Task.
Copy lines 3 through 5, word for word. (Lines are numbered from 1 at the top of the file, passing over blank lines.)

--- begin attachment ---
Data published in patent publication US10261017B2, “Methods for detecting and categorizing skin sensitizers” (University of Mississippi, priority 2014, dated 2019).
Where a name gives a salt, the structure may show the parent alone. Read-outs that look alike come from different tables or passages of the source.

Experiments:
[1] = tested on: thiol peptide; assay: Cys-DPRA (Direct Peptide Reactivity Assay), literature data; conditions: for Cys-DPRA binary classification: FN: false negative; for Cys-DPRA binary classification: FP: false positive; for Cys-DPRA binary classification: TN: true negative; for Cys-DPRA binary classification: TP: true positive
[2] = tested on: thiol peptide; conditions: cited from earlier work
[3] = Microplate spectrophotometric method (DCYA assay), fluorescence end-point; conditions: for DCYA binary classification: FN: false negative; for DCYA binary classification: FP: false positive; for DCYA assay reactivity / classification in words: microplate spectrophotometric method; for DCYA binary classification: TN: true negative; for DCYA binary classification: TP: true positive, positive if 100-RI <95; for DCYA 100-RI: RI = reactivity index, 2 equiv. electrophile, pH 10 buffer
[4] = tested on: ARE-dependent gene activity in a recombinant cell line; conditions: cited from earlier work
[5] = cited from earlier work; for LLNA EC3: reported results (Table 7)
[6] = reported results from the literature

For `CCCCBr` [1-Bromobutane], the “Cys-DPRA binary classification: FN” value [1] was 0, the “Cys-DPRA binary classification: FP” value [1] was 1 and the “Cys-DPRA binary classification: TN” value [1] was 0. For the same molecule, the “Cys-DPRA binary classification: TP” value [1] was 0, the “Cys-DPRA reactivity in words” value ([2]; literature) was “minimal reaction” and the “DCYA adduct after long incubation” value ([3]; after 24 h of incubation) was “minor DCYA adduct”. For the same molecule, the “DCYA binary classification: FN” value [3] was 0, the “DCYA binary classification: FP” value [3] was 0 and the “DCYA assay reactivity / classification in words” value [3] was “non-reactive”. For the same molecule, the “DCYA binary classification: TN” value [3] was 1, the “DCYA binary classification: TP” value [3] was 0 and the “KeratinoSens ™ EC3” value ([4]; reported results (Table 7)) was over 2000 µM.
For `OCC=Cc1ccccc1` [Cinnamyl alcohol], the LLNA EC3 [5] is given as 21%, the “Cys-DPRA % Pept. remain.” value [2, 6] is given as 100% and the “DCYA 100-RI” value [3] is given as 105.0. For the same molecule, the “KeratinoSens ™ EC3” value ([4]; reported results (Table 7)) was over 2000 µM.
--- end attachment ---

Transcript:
Experiments:
[1] = tested on: thiol peptide; assay: Cys-DPRA (Direct Peptide Reactivity Assay), literature data; conditions: for Cys-DPRA binary classification: FN: false negative; for Cys-DPRA binary classification: FP: false positive; for Cys-DPRA binary classification: TN: true negative; for Cys-DPRA binary classification: TP: true positive
[2] = tested on: thiol peptide; conditions: cited from earlier work